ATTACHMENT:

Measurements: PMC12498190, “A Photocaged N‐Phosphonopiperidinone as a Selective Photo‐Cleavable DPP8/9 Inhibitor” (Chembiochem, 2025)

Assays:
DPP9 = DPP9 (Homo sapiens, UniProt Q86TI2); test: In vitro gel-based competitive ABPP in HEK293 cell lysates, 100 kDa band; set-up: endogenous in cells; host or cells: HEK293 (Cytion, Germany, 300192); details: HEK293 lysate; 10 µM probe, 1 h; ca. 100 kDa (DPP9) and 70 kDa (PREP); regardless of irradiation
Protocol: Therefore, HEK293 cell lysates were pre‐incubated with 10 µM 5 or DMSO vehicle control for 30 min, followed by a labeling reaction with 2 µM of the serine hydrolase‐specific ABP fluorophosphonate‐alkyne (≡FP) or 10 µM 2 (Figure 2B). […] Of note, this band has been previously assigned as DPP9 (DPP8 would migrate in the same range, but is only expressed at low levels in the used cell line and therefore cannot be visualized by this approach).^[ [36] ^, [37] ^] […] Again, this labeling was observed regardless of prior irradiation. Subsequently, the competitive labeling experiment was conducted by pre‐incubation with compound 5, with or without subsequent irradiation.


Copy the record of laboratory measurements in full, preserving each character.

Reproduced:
Measurements: PMC12498190, “A Photocaged N‐Phosphonopiperidinone as a Selective Photo‐Cleavable DPP8/9 Inhibitor” (Chembiochem, 2025)

Assays:
DPP9 = DPP9 (Homo sapiens, UniProt Q86TI2); test: In vitro gel-based competitive ABPP in HEK293 cell lysates, 100 kDa band; set-up: endogenous in cells; host or cells: HEK293 (Cytion, Germany, 300192); details: HEK293 lysate; 10 µM probe, 1 h; ca. 100 kDa (DPP9) and 70 kDa (PREP); regardless of irradiation
Protocol: Therefore, HEK293 cell lysates were pre‐incubated with 10 µM 5 or DMSO vehicle control for 30 min, followed by a labeling reaction with 2 µM of the serine hydrolase‐specific ABP fluorophosphonate‐alkyne (≡FP) or 10 µM 2 (Figure 2B). […] Of note, this band has been previously assigned as DPP9 (DPP8 would migrate in the same range, but is only expressed at low levels in the used cell line and therefore cannot be visualized by this approach).^[ [36] ^, [37] ^] […] Again, this labeling was observed regardless of prior irradiation. Subsequently, the competitive labeling experiment was conducted by pre‐incubation with compound 5, with or without subsequent irradiation.